by Gustavo Gonzalez
the ongoing Chilean television network wars, pitting dramas against reality shows against variety programs in which, critics say, vulgarity is the norm, the surprise hit this year has been the puppet-driven "31 Minutes" news show.
Created by journalists Pedro Peirano and Alvaro Diaz as a children's news program, it has been broadcast every Saturday noon for the past five months on the state-run Television Nacional de Chile (TVN) station.
The show's success prompted Peirano and Diaz to release an album, also titled "31 Minutes," in early July. Avid young fans snapped up the 10,000 copies within 24 hours, forcing a second edition of 20,000 copies.
The two creators are already working on "31 Minutes" for the next broadcast season in 2004, and are planning a film based on the show. And they are in negotiations with the U.S. children's cable channel Nickelodeon, which wants to include it in its international programming.
"It's a wonderful show. I love it! The design of the puppets is incredible. It is well produced and the show's content is great," Tatiana Rodriguez, vice-president of programming and acquisitions for MTV (holding company of Nickelodeon), recently told the Chilean press.
And the praise keeps coming. The president of the Chilean Association of Advertising Agencies, Henry Northcote, wrote that "31 Minutes" is "an innovative, intelligent, educational program that is ultra-creative in its production and, most surprisingly, relevant for child and adult audiences alike."
Peirano and Diaz began with an apparently simple idea: create a television news production team using puppets, which in many cases look like familiar objects or well-known personalities.
Then they added the all-important ingredient of a satirical look at "real world" news production.
But they did not stop there. The two journalists also introduced segments aimed at the younger viewing audience, issues that "adult news" tends to brush over, such as the environment and the rights of children.
Juan Carlos Bodoque, a red rabbit puppet, is the reporter who from the initial broadcasts of "31 Minutes" has reported "green news." In one of the first editions the rabbit presented "The Poo-poo Road," a parody of "The Silk Road," a series on exotic lands that TVN broadcast in 2002.
Bodoque reported in a simple and educational way on what happens to "poo-poo," how a sewerage system works, including an explanation of treatment systems and a warning about the risks of contaminated water supplies.
"Sock-with-checkers Man" is the television name of Cesar Quintanilla, a puppet made from a plaid stocking. He is a mild-mannered office worker who transforms into a superhero to defend and promulgate the rights of children.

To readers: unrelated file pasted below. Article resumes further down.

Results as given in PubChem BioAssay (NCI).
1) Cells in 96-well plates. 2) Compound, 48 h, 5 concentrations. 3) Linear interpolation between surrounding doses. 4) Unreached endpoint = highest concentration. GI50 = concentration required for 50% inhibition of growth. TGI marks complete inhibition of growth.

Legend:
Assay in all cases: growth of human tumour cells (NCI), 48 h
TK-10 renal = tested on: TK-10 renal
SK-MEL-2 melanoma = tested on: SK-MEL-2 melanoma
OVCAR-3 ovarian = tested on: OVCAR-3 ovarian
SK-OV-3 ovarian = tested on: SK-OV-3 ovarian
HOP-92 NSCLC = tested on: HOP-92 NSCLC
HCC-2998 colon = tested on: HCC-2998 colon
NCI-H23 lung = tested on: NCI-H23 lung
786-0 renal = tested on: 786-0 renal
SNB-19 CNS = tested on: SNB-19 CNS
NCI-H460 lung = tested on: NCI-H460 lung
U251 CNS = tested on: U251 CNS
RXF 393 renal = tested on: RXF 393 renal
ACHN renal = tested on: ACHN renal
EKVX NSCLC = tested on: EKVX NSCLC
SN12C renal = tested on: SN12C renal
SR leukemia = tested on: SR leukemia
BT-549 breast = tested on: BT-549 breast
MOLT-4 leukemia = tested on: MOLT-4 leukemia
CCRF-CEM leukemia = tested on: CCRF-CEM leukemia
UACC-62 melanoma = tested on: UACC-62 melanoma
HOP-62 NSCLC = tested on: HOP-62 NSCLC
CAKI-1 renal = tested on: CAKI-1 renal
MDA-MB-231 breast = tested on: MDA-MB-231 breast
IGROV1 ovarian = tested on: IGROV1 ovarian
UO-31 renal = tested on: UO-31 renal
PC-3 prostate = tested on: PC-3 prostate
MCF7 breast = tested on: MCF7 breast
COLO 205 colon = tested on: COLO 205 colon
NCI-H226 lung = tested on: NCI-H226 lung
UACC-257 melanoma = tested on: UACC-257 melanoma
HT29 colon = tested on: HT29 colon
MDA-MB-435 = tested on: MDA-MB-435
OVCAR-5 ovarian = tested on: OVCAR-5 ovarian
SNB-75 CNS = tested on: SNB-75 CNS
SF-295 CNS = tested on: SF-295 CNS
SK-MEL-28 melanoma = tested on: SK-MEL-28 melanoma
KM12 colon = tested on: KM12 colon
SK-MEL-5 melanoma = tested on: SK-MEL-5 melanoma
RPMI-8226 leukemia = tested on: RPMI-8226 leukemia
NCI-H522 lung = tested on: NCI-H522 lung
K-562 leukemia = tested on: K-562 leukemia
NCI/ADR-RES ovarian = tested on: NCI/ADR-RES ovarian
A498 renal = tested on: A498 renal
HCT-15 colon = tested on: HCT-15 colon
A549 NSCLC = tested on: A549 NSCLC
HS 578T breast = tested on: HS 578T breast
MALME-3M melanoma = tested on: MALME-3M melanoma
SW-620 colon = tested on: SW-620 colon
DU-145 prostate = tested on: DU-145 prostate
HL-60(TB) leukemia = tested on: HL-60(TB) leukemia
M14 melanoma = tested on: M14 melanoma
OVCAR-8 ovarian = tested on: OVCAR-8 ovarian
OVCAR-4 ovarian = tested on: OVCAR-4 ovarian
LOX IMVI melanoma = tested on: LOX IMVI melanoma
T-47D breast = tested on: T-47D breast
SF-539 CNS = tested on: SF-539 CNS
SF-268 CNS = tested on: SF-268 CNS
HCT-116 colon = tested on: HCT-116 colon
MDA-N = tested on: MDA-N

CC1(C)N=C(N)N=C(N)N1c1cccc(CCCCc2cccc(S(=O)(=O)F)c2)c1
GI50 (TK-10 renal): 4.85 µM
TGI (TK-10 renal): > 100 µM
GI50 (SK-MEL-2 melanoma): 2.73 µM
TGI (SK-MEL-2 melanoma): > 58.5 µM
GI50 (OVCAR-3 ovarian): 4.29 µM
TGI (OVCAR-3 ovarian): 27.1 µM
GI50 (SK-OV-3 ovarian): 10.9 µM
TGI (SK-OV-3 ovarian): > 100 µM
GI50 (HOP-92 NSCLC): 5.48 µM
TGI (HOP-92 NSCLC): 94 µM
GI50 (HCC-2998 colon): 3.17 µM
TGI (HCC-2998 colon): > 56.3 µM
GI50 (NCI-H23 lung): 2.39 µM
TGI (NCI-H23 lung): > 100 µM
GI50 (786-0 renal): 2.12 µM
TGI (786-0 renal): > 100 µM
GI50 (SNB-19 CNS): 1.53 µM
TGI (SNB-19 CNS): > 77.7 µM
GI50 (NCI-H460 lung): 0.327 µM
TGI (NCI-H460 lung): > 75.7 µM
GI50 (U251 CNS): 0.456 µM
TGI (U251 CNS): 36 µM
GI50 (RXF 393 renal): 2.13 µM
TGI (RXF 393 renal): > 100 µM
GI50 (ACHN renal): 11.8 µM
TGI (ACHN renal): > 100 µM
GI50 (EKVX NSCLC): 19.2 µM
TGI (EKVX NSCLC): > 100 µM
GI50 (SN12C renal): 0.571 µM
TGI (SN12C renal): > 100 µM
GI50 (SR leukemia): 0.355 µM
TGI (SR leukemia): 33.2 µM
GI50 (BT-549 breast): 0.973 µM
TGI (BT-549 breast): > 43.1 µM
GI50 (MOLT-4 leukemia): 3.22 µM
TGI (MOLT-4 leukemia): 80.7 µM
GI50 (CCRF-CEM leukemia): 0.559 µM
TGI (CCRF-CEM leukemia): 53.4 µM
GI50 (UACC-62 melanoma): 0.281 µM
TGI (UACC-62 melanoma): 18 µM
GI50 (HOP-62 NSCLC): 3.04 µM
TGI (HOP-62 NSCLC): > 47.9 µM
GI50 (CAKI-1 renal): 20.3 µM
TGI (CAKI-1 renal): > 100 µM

Among the team of 14 puppets who make up crazy-named "staff" of news anchors, field reporters, commentators and studio technicians, Policarpo Avendano is the standout. As entertainment reporter each week he presents the "Top Ranking," with songs performed by his relatives or friends.
It was Avendano's spot that led to the idea of putting out the 11-song album, which was a success thanks to a combination of original titles and lyrics and the quality of the performances, in some cases involving some famous Chilean musicians who are listed on the album under some ingenious pseudonyms.
"Yo opino" (In my opinion) is performed by Joe Pino and his Manic Depressives. Pepe Lota sings, "Ma'am, give me my ball back or I don't know what I'll do." Chascoberto performs "They gave me a bad haircut," and Joe Quijada sings "White tooth, don't go.."
"With '31 Minutes' Peirano and Diaz have breathed new air into Chilean television, which is increasingly mediocre and shallow, only interested in ratings, so that it ignores quality," Monica Cevallos, 22, a university student and declared fan of the show, told IPS.
The two journalists, graduates of the University of Chile, made their TV debut six years ago with "Plan Z," a show on the now defunct youth channel Rock and Pop that featured audacious parodies and impertinent interviews.
Then they created "The Human Factor," with a more journalistic bent, setting the example for a new television idiom in Chile, through images and protagonists that spoke for themselves, with minimal intervention by the producers.
"Never Ever Say Never," a report on the reactions of supporters of former Chilean dictator Augusto Pinochet when the British House of Lords ruled in November 1998 that the general should remain under arrest, is considered one of the best in "The Human Factor" series.
And set a new standard. Their keen eye for satire has ensured success for Peirano and Diaz, allowing them to create their own company, "Aplaplac Producciones," and in turn, "31 Minutes."
August 20, 2003 (http://www.albionmonitor.com) All Rights Reserved. Contact firstname.lastname@example.org for permission to use in any format.
All Rights Reserved.
Contact email@example.com for permission to use in any format.